Recent legislation has attempted to limit how and when employers can use credit reports and criminal background checks during the hiring process. In pursuit of this, the Equal Employment Opportunity Commission (EEOC) has brought suits against a number of companies that the EEOC judges have been using background checks improperly. This week brought a setback for them, however, as Judge Roger Titus of the U.S. District Court in Maryland threw out their case against Freeman Companies.
Freeman Companies sued by EEOC
The EEOC was attempting to prove that Freeman Companies had been overly zealous in their use of employment checks. However, Judge Titus didn’t see the matter the same way, and his decision was no surprise. Other courts have taken similar views, including nine state Attorneys General who have chosen to protect “employers’ responsible use of employment background checks.” The EEOC, on the other hand, says its aim is to protect applicants from discrimination which background checks might make them privy to.
EEOC requires its own background checks
According to the details of EEOC v. Freeman, the company “unlawfully relied upon credit and criminal background checks that caused a disparate impact against African-American, Hispanic, and male job applicants.” Because these groups tend to have higher rates of incarceration, an impact on their employability might be predicted. However, Judge Titus said, “This is simply not the case.” He went on to explain that use of criminal background checks can be an essential part of the application process. In fact, he said, “The EEOC conducts criminal background investigations as a condition of employment for all positions, and conducts credit background checks on approximately 90 percent of its positions.”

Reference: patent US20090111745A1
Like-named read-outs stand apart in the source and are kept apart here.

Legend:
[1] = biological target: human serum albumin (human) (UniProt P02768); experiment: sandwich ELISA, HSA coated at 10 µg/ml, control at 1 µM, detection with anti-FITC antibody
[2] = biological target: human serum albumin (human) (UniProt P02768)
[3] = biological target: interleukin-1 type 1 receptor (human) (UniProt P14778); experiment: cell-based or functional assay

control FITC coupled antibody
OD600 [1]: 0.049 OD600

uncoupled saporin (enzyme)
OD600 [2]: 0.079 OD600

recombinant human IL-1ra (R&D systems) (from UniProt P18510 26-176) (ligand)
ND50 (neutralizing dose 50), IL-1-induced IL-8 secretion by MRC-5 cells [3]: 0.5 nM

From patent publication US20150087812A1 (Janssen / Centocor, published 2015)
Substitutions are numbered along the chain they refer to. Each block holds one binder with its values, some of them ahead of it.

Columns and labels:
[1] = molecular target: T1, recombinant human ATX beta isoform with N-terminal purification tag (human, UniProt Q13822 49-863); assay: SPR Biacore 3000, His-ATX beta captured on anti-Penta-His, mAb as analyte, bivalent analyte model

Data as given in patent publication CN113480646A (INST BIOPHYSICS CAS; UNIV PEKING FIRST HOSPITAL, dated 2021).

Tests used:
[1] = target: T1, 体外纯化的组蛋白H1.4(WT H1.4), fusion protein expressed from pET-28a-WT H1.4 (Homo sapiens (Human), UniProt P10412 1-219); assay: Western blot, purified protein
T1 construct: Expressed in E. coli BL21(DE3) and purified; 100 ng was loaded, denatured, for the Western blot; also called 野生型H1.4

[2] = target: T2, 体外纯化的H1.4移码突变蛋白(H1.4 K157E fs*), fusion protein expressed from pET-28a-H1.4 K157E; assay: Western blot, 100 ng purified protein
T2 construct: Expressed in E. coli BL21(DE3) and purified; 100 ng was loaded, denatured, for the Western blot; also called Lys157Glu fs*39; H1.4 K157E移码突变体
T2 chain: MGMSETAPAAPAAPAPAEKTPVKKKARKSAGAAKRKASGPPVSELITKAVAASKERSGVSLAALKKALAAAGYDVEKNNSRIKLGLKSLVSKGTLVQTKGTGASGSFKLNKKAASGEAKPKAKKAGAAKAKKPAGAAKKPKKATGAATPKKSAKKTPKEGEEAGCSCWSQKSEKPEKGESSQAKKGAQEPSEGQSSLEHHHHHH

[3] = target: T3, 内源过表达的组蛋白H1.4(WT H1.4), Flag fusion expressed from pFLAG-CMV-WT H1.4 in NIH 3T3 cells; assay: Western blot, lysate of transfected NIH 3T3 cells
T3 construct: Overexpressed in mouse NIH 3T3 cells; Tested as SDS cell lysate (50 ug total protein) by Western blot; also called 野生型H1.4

Flaws in EEOC arguments highlighted
Another flaw in the EEOC’s argument Judge Titus pointed out was their use of faulty statistical information. Its data was based on reports by the EEOC’s statistical expert, Dr. Kevin R. Murphy, who has come under fire in the past for utilizing biased statistics. This time, Judge Titus pulled out all the stops, calling Murphy’s reports “laughable,” “rife with analytical error,” “completely unreliable,” and “so full of material flaws that any evidence of disparate impact derived from an analysis of its contents must necessarily be disregarded.”
Finally, to put a period to his decision, Judge Titus pointed out that the EEOC couldn’t pinpoint which factor of Freeman, Inc’s policy it was that made their use of employment background checks improper. This decision could be landmark, as it sets precedence for future decisions on the same topic to continue to be in favor of the employers.